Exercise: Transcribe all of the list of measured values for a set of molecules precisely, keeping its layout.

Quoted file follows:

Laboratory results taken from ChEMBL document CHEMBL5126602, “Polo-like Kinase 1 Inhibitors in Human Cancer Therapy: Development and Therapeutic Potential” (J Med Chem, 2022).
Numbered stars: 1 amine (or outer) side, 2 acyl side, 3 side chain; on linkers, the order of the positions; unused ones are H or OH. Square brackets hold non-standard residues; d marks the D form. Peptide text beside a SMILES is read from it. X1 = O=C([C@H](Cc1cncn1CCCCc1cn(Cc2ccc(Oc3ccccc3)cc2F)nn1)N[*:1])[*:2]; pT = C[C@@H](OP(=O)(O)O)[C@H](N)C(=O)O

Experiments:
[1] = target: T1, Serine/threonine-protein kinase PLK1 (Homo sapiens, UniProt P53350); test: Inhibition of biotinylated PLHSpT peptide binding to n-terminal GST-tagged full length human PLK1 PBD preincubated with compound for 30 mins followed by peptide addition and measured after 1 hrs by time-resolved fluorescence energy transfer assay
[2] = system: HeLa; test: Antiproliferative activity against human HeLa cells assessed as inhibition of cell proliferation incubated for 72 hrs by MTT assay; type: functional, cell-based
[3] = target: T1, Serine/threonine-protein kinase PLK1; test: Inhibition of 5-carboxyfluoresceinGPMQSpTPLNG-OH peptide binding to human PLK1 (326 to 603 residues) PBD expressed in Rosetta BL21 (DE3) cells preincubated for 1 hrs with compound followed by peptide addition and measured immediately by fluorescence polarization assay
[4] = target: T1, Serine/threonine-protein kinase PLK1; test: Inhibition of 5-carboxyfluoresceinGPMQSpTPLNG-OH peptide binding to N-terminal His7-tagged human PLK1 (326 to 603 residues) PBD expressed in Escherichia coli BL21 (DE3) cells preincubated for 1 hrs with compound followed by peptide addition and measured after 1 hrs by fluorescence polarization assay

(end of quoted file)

Laboratory results taken from ChEMBL document CHEMBL5126602, “Polo-like Kinase 1 Inhibitors in Human Cancer Therapy: Development and Therapeutic Potential” (J Med Chem, 2022).
Numbered stars: 1 amine (or outer) side, 2 acyl side, 3 side chain; on linkers, the order of the positions; unused ones are H or OH. Square brackets hold non-standard residues; d marks the D form. Peptide text beside a SMILES is read from it. X1 = O=C([C@H](Cc1cncn1CCCCc1cn(Cc2ccc(Oc3ccccc3)cc2F)nn1)N[*:1])[*:2]; pT = C[C@@H](OP(=O)(O)O)[C@H](N)C(=O)O

Experiments:
[1] = target: T1, Serine/threonine-protein kinase PLK1 (Homo sapiens, UniProt P53350); test: Inhibition of biotinylated PLHSpT peptide binding to n-terminal GST-tagged full length human PLK1 PBD preincubated with compound for 30 mins followed by peptide addition and measured after 1 hrs by time-resolved fluorescence energy transfer assay
[2] = system: HeLa; test: Antiproliferative activity against human HeLa cells assessed as inhibition of cell proliferation incubated for 72 hrs by MTT assay; type: functional, cell-based
[3] = target: T1, Serine/threonine-protein kinase PLK1; test: Inhibition of 5-carboxyfluoresceinGPMQSpTPLNG-OH peptide binding to human PLK1 (326 to 603 residues) PBD expressed in Rosetta BL21 (DE3) cells preincubated for 1 hrs with compound followed by peptide addition and measured immediately by fluorescence polarization assay
[4] = target: T1, Serine/threonine-protein kinase PLK1; test: Inhibition of 5-carboxyfluoresceinGPMQSpTPLNG-OH peptide binding to N-terminal His7-tagged human PLK1 (326 to 603 residues) PBD expressed in Escherichia coli BL21 (DE3) cells preincubated for 1 hrs with compound followed by peptide addition and measured after 1 hrs by fluorescence polarization assay